The city will be wireless-enabled using ultrahigh-capacity “digital pipeline”. This will support the use of the most recent technical innovations. Since the city will be green, its inhabitants will mostly use electric cars, which could be recharged at convenient community-wide recharging stations. Florida Power & Light is estimating that once fully developed, the city would generate excessive solar energy. The city can then sell it back to the grid for greening neighboring cities as well.
With 6 million square feet of inhabitable space, the city will have about 19,500 homes and about 45,000 residents. Construction on the project could begin later this year. However, that would happen only if the state regulatory authorities approve the project.
The Dark Side:
The overall cost of the project would make it impossible for developing nations to follow the path. However, the city could be a testbed for all eco-friendly technologies that it would be developing in the near future.
4. Mixed-use building minimizes land use
Eco Factor: Sustainable building powered by solar and wind energy.
The decline in the amount of land available for farming has tempted architects to think about cities. These are the cities that are not based on the land but are in the form of skyscrapers. However, the rise in population will mean that designers will have to find a way to even reduce the amount of land required for a building to stand.
Eco-minded designer Igor Davydov has designed a mixed-use environmentally friendly building that will cover a land area of just 10-square-feet. Dubbed the “ECO Building”, the sustainable building can be used as an exhibition center, medicine and even as a family cottage.
The self-sufficient building will make use of several energy-saving technologies and will generate solar and wind energy from renewable energy generators incorporated in the design. The building has been designed for areas in the warm climate zones, where harvesting sunlight for both energy and power is much more practical.
5. Sustainability and peace, Molly’s cabin has it all!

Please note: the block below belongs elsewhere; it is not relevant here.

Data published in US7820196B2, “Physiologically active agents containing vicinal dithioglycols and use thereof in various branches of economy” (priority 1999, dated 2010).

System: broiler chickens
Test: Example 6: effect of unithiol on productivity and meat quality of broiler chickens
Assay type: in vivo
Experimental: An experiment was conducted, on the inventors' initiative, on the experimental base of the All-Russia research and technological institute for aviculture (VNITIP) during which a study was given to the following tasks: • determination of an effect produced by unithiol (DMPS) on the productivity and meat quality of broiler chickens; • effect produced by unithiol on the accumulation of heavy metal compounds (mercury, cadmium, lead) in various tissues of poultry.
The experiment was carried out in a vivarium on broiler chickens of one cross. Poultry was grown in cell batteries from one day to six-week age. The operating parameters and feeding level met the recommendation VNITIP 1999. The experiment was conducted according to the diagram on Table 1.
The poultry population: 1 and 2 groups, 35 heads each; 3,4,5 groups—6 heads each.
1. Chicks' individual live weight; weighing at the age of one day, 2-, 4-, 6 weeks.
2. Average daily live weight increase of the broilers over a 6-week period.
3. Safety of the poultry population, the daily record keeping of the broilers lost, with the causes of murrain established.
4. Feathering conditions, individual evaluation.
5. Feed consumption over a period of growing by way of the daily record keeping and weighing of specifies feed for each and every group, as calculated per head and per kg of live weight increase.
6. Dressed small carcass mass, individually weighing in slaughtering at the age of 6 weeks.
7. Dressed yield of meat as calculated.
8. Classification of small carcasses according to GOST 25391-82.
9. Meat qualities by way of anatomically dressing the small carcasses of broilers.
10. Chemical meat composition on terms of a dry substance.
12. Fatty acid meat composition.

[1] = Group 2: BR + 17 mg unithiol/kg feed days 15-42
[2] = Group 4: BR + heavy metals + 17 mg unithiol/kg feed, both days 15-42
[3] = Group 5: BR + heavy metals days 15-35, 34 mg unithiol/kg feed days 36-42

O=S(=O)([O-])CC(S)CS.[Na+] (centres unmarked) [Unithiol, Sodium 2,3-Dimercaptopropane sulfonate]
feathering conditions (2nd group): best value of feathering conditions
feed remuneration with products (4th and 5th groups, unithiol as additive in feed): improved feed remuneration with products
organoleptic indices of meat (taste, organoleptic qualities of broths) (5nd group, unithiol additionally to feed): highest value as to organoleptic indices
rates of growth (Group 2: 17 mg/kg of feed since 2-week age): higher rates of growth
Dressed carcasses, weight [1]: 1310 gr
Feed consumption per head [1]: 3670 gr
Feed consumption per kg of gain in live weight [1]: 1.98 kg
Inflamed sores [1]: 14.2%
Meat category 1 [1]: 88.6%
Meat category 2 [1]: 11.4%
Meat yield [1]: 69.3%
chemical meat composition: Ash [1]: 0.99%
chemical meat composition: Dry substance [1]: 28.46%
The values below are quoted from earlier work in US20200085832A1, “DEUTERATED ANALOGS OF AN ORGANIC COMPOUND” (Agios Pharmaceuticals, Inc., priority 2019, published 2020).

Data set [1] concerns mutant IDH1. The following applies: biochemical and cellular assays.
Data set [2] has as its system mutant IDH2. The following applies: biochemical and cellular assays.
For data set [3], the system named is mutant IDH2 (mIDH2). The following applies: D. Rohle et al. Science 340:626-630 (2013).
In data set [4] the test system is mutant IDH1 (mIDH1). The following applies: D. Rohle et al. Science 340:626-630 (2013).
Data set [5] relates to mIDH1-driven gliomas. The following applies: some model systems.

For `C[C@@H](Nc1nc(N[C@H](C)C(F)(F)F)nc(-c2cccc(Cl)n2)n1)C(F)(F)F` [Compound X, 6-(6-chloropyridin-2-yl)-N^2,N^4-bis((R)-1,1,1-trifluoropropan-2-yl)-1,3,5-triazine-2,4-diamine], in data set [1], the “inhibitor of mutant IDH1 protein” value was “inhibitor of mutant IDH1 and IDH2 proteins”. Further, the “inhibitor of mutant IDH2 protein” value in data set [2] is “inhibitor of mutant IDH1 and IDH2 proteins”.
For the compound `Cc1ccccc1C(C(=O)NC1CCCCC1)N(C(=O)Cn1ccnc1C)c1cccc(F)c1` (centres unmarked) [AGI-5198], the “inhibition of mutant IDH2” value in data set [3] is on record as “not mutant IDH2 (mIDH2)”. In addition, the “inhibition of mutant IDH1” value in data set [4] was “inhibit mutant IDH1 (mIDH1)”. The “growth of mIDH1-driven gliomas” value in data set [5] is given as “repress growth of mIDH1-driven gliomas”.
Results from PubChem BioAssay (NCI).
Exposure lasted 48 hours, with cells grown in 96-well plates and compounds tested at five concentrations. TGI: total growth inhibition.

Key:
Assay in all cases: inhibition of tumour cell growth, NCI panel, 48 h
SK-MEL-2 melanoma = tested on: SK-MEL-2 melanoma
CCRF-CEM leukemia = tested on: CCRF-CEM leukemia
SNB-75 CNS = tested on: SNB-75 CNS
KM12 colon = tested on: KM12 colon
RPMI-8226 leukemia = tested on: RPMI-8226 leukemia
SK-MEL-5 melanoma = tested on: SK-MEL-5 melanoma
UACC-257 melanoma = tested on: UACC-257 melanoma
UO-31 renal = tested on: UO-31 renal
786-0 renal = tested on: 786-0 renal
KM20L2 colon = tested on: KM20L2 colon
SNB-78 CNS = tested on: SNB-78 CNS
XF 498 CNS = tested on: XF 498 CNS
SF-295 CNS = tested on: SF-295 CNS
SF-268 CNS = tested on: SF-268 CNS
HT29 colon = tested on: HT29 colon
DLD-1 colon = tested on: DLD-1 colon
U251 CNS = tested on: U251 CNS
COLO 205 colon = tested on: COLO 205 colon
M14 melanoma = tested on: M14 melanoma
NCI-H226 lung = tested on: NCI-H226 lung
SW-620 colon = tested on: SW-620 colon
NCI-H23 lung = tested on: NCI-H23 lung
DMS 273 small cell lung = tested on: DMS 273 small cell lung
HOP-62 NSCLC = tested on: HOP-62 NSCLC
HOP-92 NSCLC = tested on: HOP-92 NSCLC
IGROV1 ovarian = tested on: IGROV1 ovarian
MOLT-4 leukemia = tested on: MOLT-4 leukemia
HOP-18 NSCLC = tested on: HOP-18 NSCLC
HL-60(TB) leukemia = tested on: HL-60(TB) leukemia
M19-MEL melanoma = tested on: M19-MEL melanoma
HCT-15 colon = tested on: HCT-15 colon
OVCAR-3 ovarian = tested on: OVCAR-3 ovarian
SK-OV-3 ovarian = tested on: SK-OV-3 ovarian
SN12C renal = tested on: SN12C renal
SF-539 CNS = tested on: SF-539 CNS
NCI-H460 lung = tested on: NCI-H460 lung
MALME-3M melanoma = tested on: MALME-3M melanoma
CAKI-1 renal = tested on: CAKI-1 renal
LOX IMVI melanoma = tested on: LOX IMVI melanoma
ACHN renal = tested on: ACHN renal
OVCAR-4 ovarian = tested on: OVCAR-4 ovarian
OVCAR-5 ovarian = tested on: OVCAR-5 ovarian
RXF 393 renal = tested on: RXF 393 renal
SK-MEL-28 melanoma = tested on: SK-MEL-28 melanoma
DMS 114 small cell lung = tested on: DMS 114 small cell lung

Eco Factor: Cabin made from repurposed timber.
Peace is what people living in overcrowded metros are always looking for, a couple of days of peace away from the persistent noises of city traffic. Travel three and a half hours toward the north of Toronto and you’ll reach a 2.8-acre private island that’s a seasonal retreat for a multigenerational family. Apart from rocks and solitude, the place is famous for a stunning cabin by Canadian architecture firm AGATHOM.
The Dark Side:
The architecture undoubtedly is stunning. It shows how we can convert simple materials into forms one would love to live in. However, considering the very location of the cabin we have to say that no one would really be interested in spending more than a couple of days there. If someone would design a similar building in a place where people require lodgings regularly, it would be much better.
6. Singapore’s National Heart Center to exhibit floating gardens
Eco Factor: National Heart Center in Singapore to offset carbon with indoor gardens.
Multinational architecture firm Broadway Malyan has released the masterplan for a 35,299-square-meter building, which will serve as Singapore’s National Heart Center. The grand plan will take shape at the center of Singapore General Hospital’s Outram Campus and will host some green features to make the patients and their relatives feel close to nature. ONG&ONG Pte Ltd will be the architect of the National Heart Center.
Since the medical world sees frequent advancements, the building design makes use of modular building methods to make the architecture flexible and allow timely and untimely growth. The open architecture reduces energy consumption by allowing maximum daylight all along the concourse and the reception area. The first six floors of the building will contain medical facilities and operation theaters and the other four floors will be used for research and staff training.
Apart from a sunlit interior space, the heart center will incorporate floating green gardens which provide social connective and natural ventilation. The plants will provide clean air by filtering out carbon dioxide and will also reduce the amount of energy required to keep the interiors cool.